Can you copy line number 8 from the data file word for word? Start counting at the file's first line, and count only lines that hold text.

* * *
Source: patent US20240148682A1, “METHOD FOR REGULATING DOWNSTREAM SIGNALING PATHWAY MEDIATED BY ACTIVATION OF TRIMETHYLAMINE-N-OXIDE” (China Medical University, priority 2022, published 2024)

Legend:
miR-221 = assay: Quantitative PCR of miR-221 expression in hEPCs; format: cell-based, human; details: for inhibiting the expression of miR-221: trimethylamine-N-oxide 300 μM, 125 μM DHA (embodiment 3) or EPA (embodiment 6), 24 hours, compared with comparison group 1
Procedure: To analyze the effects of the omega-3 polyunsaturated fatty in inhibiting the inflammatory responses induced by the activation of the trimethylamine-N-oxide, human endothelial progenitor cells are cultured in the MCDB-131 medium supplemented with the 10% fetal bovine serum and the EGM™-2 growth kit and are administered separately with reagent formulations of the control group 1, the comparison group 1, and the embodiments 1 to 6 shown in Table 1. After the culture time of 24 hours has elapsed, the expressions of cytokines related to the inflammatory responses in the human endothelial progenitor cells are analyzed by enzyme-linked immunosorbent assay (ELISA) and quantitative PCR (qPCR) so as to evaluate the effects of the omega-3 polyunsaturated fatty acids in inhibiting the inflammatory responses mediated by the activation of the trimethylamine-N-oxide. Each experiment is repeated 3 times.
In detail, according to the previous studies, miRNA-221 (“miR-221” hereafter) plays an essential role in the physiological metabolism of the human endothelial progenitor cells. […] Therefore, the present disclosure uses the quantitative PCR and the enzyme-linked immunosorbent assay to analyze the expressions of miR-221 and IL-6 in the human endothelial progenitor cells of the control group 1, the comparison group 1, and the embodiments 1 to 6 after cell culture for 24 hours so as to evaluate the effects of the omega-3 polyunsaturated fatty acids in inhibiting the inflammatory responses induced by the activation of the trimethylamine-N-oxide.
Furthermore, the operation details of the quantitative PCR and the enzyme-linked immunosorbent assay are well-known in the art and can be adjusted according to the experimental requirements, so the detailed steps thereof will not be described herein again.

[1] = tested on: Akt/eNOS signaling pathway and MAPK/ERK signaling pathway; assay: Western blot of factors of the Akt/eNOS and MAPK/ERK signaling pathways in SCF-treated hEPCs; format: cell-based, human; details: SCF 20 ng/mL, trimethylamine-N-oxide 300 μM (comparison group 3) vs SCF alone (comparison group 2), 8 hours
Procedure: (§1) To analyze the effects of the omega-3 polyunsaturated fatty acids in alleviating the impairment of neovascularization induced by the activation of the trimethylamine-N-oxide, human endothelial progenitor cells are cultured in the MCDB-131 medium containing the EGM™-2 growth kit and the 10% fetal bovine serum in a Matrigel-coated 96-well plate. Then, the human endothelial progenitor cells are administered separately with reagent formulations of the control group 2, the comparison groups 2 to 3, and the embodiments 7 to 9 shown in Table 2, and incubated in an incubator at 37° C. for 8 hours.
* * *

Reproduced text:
Procedure: (§1) To analyze the effects of the omega-3 polyunsaturated fatty acids in alleviating the impairment of neovascularization induced by the activation of the trimethylamine-N-oxide, human endothelial progenitor cells are cultured in the MCDB-131 medium containing the EGM™-2 growth kit and the 10% fetal bovine serum in a Matrigel-coated 96-well plate. Then, the human endothelial progenitor cells are administered separately with reagent formulations of the control group 2, the comparison groups 2 to 3, and the embodiments 7 to 9 shown in Table 2, and incubated in an incubator at 37° C. for 8 hours.